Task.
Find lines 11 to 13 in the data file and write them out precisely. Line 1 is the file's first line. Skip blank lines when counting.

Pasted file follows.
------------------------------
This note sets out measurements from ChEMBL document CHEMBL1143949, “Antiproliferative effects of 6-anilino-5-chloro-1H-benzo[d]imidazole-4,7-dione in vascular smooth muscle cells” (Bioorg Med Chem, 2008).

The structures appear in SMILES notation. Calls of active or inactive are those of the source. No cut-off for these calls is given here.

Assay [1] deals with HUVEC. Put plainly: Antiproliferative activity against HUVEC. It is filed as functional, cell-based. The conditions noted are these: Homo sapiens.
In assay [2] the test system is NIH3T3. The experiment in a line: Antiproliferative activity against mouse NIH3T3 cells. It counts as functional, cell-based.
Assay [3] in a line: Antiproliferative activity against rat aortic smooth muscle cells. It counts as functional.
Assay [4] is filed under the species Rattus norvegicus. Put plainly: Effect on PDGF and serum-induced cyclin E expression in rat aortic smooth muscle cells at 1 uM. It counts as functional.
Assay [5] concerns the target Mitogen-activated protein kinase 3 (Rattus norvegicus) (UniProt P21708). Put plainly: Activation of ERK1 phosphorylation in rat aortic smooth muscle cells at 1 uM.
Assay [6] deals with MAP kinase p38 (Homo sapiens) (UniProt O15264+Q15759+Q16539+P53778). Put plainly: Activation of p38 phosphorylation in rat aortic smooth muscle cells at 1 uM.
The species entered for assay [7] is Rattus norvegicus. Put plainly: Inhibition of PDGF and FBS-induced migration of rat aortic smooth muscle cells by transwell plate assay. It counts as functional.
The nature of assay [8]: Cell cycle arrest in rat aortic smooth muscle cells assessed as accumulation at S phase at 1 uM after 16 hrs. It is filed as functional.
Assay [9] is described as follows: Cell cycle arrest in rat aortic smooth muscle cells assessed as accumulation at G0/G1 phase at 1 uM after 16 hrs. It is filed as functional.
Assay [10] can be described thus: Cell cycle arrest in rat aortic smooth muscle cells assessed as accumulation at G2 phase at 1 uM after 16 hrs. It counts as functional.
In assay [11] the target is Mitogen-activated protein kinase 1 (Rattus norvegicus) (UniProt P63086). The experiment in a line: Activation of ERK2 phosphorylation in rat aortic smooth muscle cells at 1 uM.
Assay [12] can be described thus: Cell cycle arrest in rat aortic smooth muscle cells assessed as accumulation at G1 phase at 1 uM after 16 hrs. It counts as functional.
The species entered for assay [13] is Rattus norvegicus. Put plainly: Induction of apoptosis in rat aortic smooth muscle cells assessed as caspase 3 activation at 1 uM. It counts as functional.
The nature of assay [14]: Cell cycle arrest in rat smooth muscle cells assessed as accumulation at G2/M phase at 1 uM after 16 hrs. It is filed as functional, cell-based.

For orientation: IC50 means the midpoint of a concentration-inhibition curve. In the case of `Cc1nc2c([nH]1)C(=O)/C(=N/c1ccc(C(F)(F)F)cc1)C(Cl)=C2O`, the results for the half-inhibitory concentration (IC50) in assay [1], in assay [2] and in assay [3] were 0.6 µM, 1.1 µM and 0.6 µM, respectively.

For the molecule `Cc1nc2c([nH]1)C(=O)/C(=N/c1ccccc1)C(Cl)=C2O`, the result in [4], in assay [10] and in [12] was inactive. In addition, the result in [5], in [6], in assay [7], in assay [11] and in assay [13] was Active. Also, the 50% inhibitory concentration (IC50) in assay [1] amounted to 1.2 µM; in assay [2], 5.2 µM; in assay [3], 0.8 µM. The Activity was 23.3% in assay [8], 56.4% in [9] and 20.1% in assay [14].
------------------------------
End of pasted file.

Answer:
Assay [9] is described as follows: Cell cycle arrest in rat aortic smooth muscle cells assessed as accumulation at G0/G1 phase at 1 uM after 16 hrs. It is filed as functional.
Assay [10] can be described thus: Cell cycle arrest in rat aortic smooth muscle cells assessed as accumulation at G2 phase at 1 uM after 16 hrs. It counts as functional.
In assay [11] the target is Mitogen-activated protein kinase 1 (Rattus norvegicus) (UniProt P63086). The experiment in a line: Activation of ERK2 phosphorylation in rat aortic smooth muscle cells at 1 uM.